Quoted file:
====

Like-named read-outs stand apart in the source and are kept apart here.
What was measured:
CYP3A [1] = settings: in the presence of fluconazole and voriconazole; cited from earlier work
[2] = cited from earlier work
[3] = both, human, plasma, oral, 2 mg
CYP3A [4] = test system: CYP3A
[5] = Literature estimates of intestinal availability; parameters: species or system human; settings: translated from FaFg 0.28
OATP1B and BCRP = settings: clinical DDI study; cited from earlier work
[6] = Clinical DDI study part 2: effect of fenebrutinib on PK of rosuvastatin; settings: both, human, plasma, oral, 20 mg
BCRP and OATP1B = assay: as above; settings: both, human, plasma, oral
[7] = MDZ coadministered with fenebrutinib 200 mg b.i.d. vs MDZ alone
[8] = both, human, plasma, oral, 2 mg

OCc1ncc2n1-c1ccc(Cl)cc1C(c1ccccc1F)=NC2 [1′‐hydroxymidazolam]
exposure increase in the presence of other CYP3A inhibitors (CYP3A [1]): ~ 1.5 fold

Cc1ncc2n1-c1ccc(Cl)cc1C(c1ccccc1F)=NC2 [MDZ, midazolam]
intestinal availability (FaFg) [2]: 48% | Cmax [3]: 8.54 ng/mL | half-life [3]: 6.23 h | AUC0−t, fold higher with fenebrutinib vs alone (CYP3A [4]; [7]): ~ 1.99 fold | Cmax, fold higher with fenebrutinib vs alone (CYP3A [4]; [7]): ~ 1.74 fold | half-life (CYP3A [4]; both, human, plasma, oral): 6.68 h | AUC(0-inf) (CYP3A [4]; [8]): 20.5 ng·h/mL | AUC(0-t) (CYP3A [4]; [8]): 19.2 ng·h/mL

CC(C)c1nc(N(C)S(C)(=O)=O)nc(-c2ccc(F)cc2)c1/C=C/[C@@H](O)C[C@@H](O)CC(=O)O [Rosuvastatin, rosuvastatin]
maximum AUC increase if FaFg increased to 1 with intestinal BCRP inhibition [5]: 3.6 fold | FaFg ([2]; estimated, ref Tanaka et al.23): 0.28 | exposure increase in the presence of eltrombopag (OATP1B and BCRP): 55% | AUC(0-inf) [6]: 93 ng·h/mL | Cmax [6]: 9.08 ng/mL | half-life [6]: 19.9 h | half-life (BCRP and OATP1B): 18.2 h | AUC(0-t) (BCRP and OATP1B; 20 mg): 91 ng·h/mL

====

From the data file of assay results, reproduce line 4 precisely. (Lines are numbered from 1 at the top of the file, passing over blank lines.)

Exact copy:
[2] = cited from earlier work